Help Identifying logs

11ultra103

New Member
Nov 8, 2018
53
Kempton, Pa
I was gifted some free pin oak wood as long as I removed all the wood on the property. Now i know some of it is pine, but I'm having a hard time figuring out what type of wood this other tree is. Seems like soft wood because the saw cut right through it, and it's much lighter than the oak. A tree service had cut these trees down and removed all branches and any leaves are all gone. Not sure if I can season this stuff and burn some in my Jotul along with oak or if it's bad to burn. Any help would be appreciated!
 

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Eureka

Member
Feb 4, 2018
246
NW Wisconsin
+1 on cottonwood. It quickly dries to be very light and burns fast. It lights off really nice and is a great starter or for when heating needs are low or brief. I actually like it and burn a lot but I find a use for most woods the tree man delivers. Wood snobs hate it.
 
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11ultra103

New Member
Nov 8, 2018
53
Kempton, Pa
Someone else told me it may be big tooth aspen, which is a type of poplar. And I was just reading on cottonwood which sounds like another type of poplar. Sounds like its ok to burn but burns fast. Thanks for the help
 
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Soundchasm

Minister of Fire
Sep 27, 2011
1,297
Dayton, OH
www.soundchasm.com
I can't say, but if it's cottonwood, it'll dry as light as balsa. Split some of it, but not all of it, until you're sure.

My understanding is that cottonwood is 90% water, so the live cut weight will definitely throw you if you're not sure.
 
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11ultra103

New Member
Nov 8, 2018
53
Kempton, Pa
I can't say, but if it's cottonwood, it'll dry as light as balsa. Split some of it, but not all of it, until you're sure.

My understanding is that cottonwood is 90% water, so the live cut weight will definitely throw you if you're not sure.
Thanks, Im going to split some down and probably burn it in fall and burn some in the camp fire. Id think my Jotul would have no issue burning it with the way it burns off the smoke, I dont really see their being a creosote issue as long as its below 20% moisture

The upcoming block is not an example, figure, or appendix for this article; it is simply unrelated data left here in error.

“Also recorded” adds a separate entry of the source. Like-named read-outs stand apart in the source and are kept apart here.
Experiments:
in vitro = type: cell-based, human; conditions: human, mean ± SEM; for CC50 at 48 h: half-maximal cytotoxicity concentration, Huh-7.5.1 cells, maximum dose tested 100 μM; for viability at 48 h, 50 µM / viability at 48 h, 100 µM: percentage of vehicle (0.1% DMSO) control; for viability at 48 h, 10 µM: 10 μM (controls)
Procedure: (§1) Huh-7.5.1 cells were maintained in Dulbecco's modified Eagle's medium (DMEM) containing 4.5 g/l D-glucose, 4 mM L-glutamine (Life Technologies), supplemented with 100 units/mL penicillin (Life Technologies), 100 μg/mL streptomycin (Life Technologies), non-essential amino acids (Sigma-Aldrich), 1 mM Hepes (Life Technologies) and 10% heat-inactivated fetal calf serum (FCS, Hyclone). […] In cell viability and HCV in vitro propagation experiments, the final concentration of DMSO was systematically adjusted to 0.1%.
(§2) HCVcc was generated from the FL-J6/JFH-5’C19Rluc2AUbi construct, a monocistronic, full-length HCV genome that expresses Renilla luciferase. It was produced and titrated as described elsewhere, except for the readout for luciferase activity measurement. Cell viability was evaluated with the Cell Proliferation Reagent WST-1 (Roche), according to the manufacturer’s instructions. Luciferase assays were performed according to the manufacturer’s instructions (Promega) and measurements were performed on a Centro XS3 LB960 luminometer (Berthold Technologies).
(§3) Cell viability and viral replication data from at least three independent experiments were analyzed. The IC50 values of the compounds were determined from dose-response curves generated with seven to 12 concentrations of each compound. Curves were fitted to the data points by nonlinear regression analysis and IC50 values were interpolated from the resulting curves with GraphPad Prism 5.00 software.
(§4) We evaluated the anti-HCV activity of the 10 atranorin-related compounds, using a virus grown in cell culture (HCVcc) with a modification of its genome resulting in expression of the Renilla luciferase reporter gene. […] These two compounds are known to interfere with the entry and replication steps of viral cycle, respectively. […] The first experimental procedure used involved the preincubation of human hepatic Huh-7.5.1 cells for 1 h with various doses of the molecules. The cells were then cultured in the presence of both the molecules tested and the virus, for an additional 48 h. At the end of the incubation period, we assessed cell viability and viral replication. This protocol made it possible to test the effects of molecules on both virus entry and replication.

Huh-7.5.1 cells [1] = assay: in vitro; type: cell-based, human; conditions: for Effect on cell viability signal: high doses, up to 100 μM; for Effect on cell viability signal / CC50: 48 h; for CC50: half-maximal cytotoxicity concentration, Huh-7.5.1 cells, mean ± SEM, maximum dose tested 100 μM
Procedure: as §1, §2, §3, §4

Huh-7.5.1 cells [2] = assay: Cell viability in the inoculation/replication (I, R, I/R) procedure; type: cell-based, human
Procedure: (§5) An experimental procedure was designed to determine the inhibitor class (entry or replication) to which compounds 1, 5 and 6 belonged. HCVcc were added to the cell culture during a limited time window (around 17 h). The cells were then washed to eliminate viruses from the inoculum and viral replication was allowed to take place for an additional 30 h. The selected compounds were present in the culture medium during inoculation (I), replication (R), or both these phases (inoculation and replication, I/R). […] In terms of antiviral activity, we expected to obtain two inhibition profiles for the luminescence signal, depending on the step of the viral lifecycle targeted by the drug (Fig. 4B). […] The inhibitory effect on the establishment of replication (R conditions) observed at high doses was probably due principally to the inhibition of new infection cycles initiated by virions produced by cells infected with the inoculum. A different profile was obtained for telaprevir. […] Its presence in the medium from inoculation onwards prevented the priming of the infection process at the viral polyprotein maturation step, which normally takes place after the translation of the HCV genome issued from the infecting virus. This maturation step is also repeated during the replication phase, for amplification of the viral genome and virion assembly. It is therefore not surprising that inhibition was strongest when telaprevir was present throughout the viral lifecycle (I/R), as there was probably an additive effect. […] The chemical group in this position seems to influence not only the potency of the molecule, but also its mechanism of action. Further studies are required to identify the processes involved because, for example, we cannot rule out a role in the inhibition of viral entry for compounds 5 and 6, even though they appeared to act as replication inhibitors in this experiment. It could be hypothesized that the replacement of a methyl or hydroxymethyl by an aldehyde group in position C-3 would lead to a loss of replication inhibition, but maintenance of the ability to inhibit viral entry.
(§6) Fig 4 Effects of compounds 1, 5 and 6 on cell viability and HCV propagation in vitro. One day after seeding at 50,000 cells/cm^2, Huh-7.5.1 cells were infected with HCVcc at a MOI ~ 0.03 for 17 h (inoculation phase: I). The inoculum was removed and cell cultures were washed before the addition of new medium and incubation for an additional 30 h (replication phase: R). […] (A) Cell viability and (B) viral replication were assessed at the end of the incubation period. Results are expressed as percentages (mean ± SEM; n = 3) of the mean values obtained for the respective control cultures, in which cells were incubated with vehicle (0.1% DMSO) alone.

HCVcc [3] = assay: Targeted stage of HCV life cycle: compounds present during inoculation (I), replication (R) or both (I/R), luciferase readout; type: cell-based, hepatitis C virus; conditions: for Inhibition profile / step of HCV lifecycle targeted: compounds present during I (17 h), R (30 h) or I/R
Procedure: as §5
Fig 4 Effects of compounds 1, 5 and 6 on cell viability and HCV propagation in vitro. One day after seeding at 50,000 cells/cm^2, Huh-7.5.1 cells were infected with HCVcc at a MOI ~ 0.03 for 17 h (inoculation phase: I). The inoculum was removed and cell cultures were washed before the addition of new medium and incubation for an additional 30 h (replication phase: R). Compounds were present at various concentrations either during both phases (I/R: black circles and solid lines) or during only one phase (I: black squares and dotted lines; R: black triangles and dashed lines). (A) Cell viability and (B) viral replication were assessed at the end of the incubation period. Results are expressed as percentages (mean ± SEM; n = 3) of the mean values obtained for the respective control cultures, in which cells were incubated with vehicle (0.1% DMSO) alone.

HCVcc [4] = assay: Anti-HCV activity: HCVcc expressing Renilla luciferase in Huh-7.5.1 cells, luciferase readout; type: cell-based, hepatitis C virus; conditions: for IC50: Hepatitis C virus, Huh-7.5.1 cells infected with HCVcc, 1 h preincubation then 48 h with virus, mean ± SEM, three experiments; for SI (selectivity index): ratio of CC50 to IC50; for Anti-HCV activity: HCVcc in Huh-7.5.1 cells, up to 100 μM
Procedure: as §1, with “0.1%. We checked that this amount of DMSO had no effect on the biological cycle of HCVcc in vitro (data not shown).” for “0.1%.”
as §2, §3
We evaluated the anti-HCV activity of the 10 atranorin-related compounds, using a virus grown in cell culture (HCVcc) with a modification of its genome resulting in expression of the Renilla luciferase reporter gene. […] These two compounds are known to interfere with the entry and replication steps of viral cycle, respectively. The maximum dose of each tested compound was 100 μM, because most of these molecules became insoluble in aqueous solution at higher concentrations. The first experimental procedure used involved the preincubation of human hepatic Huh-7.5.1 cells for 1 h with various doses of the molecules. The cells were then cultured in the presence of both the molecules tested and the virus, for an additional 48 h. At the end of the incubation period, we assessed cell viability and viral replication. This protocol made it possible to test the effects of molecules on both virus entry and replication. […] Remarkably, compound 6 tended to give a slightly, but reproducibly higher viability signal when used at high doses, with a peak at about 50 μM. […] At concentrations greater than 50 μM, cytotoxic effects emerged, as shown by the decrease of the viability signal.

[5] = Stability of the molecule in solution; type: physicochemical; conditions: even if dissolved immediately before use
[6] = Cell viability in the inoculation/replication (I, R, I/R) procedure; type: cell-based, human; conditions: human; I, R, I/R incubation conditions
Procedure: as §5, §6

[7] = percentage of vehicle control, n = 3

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Soundchasm

Minister of Fire
Sep 27, 2011
1,297
Dayton, OH
www.soundchasm.com
Thanks, Im going to split some down and probably burn it in fall and burn some in the camp fire. Id think my Jotul would have no issue burning it with the way it burns off the smoke, I dont really see their being a creosote issue as long as its below 20% moisture
I'll take dry cottonwood over wet oak any day of the week. I just want to save you the effort of processing very heavy, wet rounds that will become light as a feather unless you need to or just want to.

From a BTU standpoint, the lowest BTU rating I could find for any pine was 13.2 MBTU/cord. Cottonwood is rated at 12.6 MBTU/cord. So it's less energetic than the least energetic pine.

White oak is 24.2 MBTU/cord. So you'd need two sticks of cottonwood to one stick of oak. That's a lot of labor and storage space. Your stove will never know the difference between oak and cottonwood, of course.

I'm only thinking about your vertebrae. ;-) If it's cottonwood, knock it in half and come back to it when it's lighter. That's the advice of a permanently curved man. ;lol
 
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Kevin Weis

Minister of Fire
Mar 3, 2018
783
Union Bridge, Md
going by the bark not a Aspen. Cottonwood is not native to east coast mid-atlantic area unless it was planted there. To be more definitive you need to split it. I think the Aspen has a lot smother bark than what's shown. But I've been wrong before.
 
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CincyBurner

Feeling the Heat
Mar 10, 2015
405
SW Ohio
My first thought was ginkgo (It sure would be nice to have leaf or twig with buds. Very easy to rule in or out).
Bark of a mature ginkgo looks a bit like cottonwood, but it's definitely not as thick, or blocky.
Ginkgo is a light density wood. And it's been planted as a landscape tree in cemeteries since 19th century.
 

11ultra103

New Member
Nov 8, 2018
53
Kempton, Pa
I'll take dry cottonwood over wet oak any day of the week. I just want to save you the effort of processing very heavy, wet rounds that will become light as a feather unless you need to or just want to.

From a BTU standpoint, the lowest BTU rating I could find for any pine was 13.2 MBTU/cord. Cottonwood is rated at 12.6 MBTU/cord. So it's less energetic than the least energetic pine.

White oak is 24.2 MBTU/cord. So you'd need two sticks of cottonwood to one stick of oak. That's a lot of labor and storage space. Your stove will never know the difference between oak and cottonwood, of course.

I'm only thinking about your vertebrae. ;-) If it's cottonwood, knock it in half and come back to it when it's lighter. That's the advice of a permanently curved man. ;lol

Thanks for the info! The deal I was offered was if I wanted any of the wood I had to take it all. I'm getting quite a few loads of pin oak out of it. And some cedar I think. Pretty sure thats what is is. I already have all the junk wood at home, just working on cutting up the pin oak now. the logs are 4 ft wide, so i'm working my butt off to cut them